2016 Lincoln MKX Pricing Starts At $38,100, Tops $64,000 Fully Loaded
Luxury Crossover Costs About $10k More Than Ford Edge Sibling
Lincoln released official pricing for its 2016 MKX crossover recently via the company website’s Build and Price tool. The five-seat midsize crossover will start at $38,995 for the front-wheel-drive MKX equipped with a 3.7L V-6, graduating up to $43,490 for a top-dog 2.7L EcoBoost V-6 with all-wheel drive. Fully loaded with the Reserve Equipment Group and all options, that model will cost $64,470. Those prices include the company’s $895 destination charge.
Although the MKX gets its bones from the Ford Edge crossover, Lincoln adds several niceties to justify its approximate $10,000 premium compared to the equivalent Blue Oval. The MKX’s standard engine is a 3.7L V-6, compared to the Edge’s 2.3L EcoBoost I-4. The MKX makes about 300 hp and 280 lb-ft as such, while the base Edge produces 55 fewer horses and 5 fewer lb-ft of torque. The Edge’s optional 3.5L naturally aspirated V-6 also produces less power and torque than the 3.7L MKX. If you step up to the EcoBoost-powered variants of each, the Edge gets 315 hp and 350 lb-ft of torque, while the MKX will get 20 more ponies and 30 more torques. Both turbocharged crossovers get their motivating force from a 2.7L EcoBoost V-6.
Other improvements to the MKX (subjectively, at least) include cleaner exterior styling, available Revel audio systems, and luxurious interior appointments, including available open-pore wood trim and Bridge of Weir leather seating. The Lincoln split-wing grille looks very attractive in this application (as it does on the similarly styled MKC compact crossover), and the styling will do a lot to shed Lincoln’s stodgy image if buyers are willing to overlook reputation when choosing their next crossover. It's great to see so much of the concept's design make it to production.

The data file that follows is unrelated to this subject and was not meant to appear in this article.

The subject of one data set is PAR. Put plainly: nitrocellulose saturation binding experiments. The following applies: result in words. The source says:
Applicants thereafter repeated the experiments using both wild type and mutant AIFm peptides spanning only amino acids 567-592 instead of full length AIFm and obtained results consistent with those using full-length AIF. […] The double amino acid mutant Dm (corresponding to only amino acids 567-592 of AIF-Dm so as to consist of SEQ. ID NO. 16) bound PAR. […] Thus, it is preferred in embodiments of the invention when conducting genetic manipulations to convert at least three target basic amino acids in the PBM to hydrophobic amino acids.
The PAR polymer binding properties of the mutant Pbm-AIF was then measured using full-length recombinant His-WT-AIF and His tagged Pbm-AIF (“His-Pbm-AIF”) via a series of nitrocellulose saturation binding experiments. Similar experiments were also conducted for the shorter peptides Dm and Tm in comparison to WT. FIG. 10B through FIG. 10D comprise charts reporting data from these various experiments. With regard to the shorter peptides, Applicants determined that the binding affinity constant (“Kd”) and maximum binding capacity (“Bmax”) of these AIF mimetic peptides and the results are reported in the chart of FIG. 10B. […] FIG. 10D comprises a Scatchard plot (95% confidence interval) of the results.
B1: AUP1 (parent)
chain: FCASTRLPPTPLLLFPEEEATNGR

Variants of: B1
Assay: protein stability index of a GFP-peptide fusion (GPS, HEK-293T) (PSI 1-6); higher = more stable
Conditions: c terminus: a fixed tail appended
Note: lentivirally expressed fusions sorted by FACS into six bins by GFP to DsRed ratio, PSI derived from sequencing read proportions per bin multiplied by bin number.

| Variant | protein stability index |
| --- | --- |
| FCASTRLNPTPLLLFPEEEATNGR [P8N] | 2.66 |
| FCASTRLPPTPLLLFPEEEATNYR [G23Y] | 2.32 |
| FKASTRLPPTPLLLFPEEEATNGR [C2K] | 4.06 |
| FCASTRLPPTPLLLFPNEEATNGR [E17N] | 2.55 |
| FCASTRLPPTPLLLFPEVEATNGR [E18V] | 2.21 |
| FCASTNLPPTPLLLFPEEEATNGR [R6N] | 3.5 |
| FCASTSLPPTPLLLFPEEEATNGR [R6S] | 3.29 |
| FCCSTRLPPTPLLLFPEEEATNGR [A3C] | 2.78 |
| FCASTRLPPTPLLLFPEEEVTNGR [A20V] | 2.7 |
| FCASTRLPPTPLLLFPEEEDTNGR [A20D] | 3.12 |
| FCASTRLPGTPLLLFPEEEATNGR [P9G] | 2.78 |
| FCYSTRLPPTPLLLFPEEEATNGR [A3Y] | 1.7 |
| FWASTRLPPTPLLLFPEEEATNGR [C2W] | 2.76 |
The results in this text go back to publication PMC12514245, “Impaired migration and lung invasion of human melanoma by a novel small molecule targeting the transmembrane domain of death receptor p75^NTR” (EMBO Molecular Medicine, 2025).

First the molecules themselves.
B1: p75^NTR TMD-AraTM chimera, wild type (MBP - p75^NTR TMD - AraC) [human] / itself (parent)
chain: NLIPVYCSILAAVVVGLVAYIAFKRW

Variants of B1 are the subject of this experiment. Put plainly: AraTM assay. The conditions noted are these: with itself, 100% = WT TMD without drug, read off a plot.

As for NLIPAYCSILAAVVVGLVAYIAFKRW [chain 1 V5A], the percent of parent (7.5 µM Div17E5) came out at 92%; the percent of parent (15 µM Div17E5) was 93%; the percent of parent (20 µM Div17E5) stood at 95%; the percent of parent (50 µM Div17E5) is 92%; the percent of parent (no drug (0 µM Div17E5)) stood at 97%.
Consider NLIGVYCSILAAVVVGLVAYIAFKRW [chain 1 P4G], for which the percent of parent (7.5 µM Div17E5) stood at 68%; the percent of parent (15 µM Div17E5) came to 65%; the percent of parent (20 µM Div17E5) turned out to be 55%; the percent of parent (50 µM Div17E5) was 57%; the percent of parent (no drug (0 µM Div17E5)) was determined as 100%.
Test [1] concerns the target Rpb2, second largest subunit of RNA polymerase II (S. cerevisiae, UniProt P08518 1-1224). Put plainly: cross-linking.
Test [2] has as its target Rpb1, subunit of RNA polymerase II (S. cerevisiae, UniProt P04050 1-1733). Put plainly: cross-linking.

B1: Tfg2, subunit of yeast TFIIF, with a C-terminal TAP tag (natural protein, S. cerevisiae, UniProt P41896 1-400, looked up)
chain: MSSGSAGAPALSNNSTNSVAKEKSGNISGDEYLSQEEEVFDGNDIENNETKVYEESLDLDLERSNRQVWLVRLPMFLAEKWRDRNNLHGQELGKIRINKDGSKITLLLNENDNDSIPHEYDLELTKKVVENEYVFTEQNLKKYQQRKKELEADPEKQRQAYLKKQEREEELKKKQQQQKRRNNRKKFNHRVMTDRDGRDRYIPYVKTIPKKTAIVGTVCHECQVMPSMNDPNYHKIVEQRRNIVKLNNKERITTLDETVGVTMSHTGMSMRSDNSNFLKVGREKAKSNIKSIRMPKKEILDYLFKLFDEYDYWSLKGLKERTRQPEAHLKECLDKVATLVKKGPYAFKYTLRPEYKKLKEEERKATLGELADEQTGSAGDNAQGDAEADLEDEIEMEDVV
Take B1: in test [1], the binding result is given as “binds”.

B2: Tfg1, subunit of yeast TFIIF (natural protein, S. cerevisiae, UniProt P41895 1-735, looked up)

Competitors for the MKX are scarce. Top-spec Audi Q5s may vie for Lincoln’s ideal customer, but that SUV is smaller. Likewise, a base MKX will compete with a loaded Nissan Murano (or Ford Edge), but those crossovers won’t come the Lincoln Black Label ownership experience or complimentary lifetime roadside assistance. Other midsize luxury two-row crossovers include the dated (but slightly cheaper) Cadillac SRX, similarly priced Lexus RX, and more expensive Mercedes-Benz GLE and Volkswagen Touareg. Like we said, there aren’t many real competitors. While some potential buyers may be turned off by the lack of a seven-seat option in the MKX, the Lincoln is likely being targeted at DINKs, empty nesters, and single professionals in need of premium transportation, for whom the midsize crossover will do nicely.
We’d love to see the MKX do well in the market, but it will have obstacles to its success. Its aforementioned seating layout and somewhat negative brand image are working against it, but the smaller MKC is selling relatively well thanks to its pleasant styling and value proposition. The MKX has both those attributes as well when compared to its limited competition, so we’ll see if it follows in its little brother’s footsteps.